City generation

By Jelmar Riedeman

Table of contents

  1. Introduction
  2. City generation algorithms
    1. Delaunay triangulation
    2. Cellular automata
    3. Grid system
    4. L system
    5. Fungi based algorithm
  3. The used algorithms
    1. Cellular automata
    2. The grid system
  4. Generating the details
  5. Testing the city
    1. The first test
    2. The second test
  6. Final product
  7. Future plans
  8. Sources
  9. Used assets

1. Introduction

My goal for the R&D project is to be able to generate city’s where the player can walk while feel like traversing a city. Because there are many different types and shapes of city’s I have chosen to use figure 1 and figure 2 as references for the generation of the city.

Figure 1:

Figure 2:

2. City generation algorithms

Here are some algorithms that can be used to generate city’s.

2.1. Delaunay triangulation

Delaunay triangulation can be used to generate the outline and the main roads of a city.

If you look at a city at night and mark the light spots you will see that most of the light spots are in the middle. By then making a triangle between the points and using the surface of the triangle as city you will get a natural looking city (Jiang & Miao, 2014).

Figure 3:

2.2. Cellular automata

Cellular automata works by having a simple set of instructions whereby can be determined what will happen at every small level. By having enough small things (buildings) together a city will form.

One of the ways to make the city more realistic with cellular automata is by putting the basic needs of neighborhoods as small rules. This way the city will not only have houses, but also shops and roads (Mavroudi, 2007).

Figure 4:

2.3. Grid system

One way to simulate real city’s is with a grid system. To simulate the inner and the outer part of the city you can use a grid whereby every layer you go further from the center the grid size doubles. The size of the city can be determined by choosing a maximum grid distance, and by also giving a minimum grid size the center of the city also remains at normal proportions (Jiang & Miao, 2014).

Figure 5:

2.4. L system

L system is an algorithm that is usually used to generate fractals. It can however also be used to generate towns. The way it generates towns is by spawning new roads halfway the existing roads until there is no more room to expand or it is stopped by the user. After that it places houses next to the roads to make it look like a town as can be seen bellow (Sunny Valley Studio, 2020).

Figure 6:

2.5. Fungi based algorithm

The fungi based algorithm is a sort of algorithm to create natural looking connections (roads).

It does this by following simple directions to get around obstacles.

This algorithm can be used to place some “natural obstacles” in the city and generate a natural road work around these obstacles (Asenova et al., 2016).

Figure 7:

3. The used algorithms

In the ideal scenario I would like to use all algorithms. Delaunay triangulation to generate the shape of the city, a grid system to decide the density of the districts, Cellular automata to fill in the urban part of the city, the L system to generate the outskirts of the city and the fungi based algorithm so I can place natural obstacles and make the city more realistic.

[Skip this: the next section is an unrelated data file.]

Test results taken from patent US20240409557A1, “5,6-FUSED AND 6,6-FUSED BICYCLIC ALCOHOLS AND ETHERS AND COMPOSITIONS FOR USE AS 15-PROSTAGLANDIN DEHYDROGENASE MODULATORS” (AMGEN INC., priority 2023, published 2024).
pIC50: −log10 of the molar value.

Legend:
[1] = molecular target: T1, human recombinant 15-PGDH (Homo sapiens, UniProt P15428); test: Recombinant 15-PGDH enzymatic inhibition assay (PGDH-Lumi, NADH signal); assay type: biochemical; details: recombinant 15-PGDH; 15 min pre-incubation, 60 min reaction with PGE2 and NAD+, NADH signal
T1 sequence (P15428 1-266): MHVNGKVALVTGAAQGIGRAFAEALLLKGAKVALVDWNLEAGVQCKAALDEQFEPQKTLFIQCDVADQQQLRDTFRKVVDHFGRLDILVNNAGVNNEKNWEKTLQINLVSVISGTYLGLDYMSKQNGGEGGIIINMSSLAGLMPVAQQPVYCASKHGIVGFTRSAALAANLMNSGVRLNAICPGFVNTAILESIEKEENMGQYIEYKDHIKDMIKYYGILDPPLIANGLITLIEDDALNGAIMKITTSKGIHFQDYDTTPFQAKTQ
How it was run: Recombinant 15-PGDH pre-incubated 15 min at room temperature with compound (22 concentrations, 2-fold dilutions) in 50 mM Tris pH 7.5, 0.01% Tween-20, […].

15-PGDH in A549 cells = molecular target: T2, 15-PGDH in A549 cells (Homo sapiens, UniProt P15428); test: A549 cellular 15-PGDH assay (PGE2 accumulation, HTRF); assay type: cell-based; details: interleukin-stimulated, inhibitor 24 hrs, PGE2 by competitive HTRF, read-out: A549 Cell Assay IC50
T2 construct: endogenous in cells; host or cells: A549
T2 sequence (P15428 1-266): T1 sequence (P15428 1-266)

Because my goal is to make a city where the player can navigate, while having it actually feeling like a city, I choose to implement Cellular Automata and the grid system. By starting with the implementation of cellular automata (which looks at its neighbors to form decisions) the base is really adaptable and the other algorithms can be easier implemented if there is enough time to do so.

3.1. Cellular automata

Not every meter of the city consists of housing, there also need to be parks and commercial buildings.

A neighborhood should consist of 10% recreation and park space. It should also have some wide and open areas (Dover, 2020).

To make it so that there is 10% parks consisting of a variation of smaller parks and bigger parks, I made it so that every cell has a 10% change to become a park and merge multiple adjacent parks together to one big park.

A city should also be economically vaible. This means that there should be stores and jobs in the city (Jeffries, 2020).

Because of this reason I also chose to also add commercial buildings to the city. This will be a place where the citizens will be able to work and buy things to make the city economically viable.

To make sure every person has a job I made it so that there is always a commercial building close to the houses. To simulate the shopping centers that then form I also made the commercial buildings taller when there are more together.

Parks are also not divided in multiple neighborhoods, so if there are parks on two or more sides of the road, then that road transforms into a park as well. In figure 8 you can see how the city looks with cellular automata, using only the grid system to create the square neighborhoods.

Here you can see an example of the part of the code that removes the roads in the parks and prepares it for the next checks. Every part of the city is coded like this, where it looks at its neighboring cells (the cells are buildings and equivalent size objects) to base its own state on. An cells state says multiple things about itself. The height of the cell, if it is connected to another cell. Currently only the roads use the connection, but it is also possible to merge buildings, parks and other things together. One example could be to merge the parks together and create a fence around them, or as a second example it could merge two buildings in a single bigger building. This is however not implemented because all of that would require assets, and extra research when things are actually merged in a normal city.

Figure: 8

3.2. The grid system

The grid system itself is fairly simple. It basically says that every neighborhood outside of the main neighborhood should be twice as big (Jiang & Miao, 2014). Because most of the changes implemented by the grid system should be made by cellular automata this chapter will not be as big.

What I have done is made it so that after the cellular automata has finished generating splitting the cells in rectangular shapes of variable sizes. Then I made it so that first a city part is generated with a four by four ratio (neighborhood) as can be seen in figure 8. Then I made another eight city parts with twice the neighborhood size around the first city part. It would be better if this is all done at once instead of making nine separate parts so the transition between the city parts would be seamless. The result, after all the different parts of the city are added can be seen on figure 9.